Compliance

  • June 14, 2024

    Fed Limits Bank's Fintech Dealings Over Risk Concerns

    The Federal Reserve filed a cease-and-desist order against an Arkansas bank Friday requiring it to obtain federal and state approval before partnering with any fintech companies going forward after the agency identified risk management deficiencies in recent safety and compliance exams.

  • June 14, 2024

    Amazon Sued For Locking Up Audiobooks, Charging Up To 75%

    A romance novelist challenged Amazon.com Inc.'s control of up to 80% of the U.S. audiobook market Thursday in a Washington federal court proposed class action accusing the retail giant of using exclusivity restrictions to lock in independent authors, extracting up to 75% of the sales price on Audible.

  • June 14, 2024

    Ga. CPA Admits To Role In $1.3B Tax Fraud Scheme

    After a federal jury convicted two of his co-conspirators in a landmark conservation easement tax shelter trial last year, a Georgia accountant who'd previously denied culpability elected to change course Friday and plead guilty to two felony charges.

  • June 14, 2024

    FCC To Fine ASUS $367K For Wi-Fi Gear Over Power Limits

    The Federal Communications Commission wants to slap electronics maker ASUSTeK Computer with a $367,000 fine for marketing a Wi-Fi adapter that uses more power than the agency has approved for such devices.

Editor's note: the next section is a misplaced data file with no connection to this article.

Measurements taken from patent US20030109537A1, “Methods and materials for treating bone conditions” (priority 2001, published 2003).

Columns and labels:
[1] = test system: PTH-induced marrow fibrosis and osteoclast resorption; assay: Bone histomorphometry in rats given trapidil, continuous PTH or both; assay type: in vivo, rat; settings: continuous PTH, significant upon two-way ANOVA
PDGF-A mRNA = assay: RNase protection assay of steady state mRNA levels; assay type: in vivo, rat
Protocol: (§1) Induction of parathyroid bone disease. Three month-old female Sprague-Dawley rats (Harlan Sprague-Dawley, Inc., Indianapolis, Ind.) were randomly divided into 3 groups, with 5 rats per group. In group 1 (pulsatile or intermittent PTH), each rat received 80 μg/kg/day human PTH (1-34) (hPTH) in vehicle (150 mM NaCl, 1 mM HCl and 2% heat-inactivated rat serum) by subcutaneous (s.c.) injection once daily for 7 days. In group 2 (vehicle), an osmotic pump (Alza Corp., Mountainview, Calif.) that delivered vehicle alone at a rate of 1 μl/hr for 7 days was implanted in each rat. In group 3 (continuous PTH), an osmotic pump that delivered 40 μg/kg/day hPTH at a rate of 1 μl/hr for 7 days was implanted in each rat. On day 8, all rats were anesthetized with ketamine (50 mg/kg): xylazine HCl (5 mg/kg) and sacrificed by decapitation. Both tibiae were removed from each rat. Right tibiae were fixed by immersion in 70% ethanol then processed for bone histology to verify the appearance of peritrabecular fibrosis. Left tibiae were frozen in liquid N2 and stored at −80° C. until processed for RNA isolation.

• June 14, 2024

    CFPB Says 5th Circ. Should Leave Payday Rule Case For Dead

    The Consumer Financial Protection Bureau urged the Fifth Circuit on Friday to deny efforts to revive industry litigation over the agency's 2017 payday loan rule, a case that went all the way to the U.S. Supreme Court based on a constitutional challenge that the agency ended up beating last month.

  • June 14, 2024

    FCC Settles Probe Into Data Breach At Liberty Latin America

    Liberty Latin America has been slapped with a $100,000 fine for failing to tell the Federal Communications Commission about a data breach that exposed data before the telecom took control of the company.

  • June 14, 2024

    SEC Fines Pa. Adviser In Marketing Rule Action

    A Pennsylvania investment adviser has agreed to pay $100,000 as part of an agreement to resolve U.S. Securities and Exchange Commission allegations it broke the regulator's rules barring misleading advertising about fund performance.

  • June 14, 2024

    Judge Declines To Decide Whether Gemini Misled CFTC

    A Manhattan federal judge declined to decide whether crypto exchange Gemini is responsible for alleged misstatements made to the U.S. Commodity Futures Trading Commission through the listing exchange of a proposed bitcoin futures contract.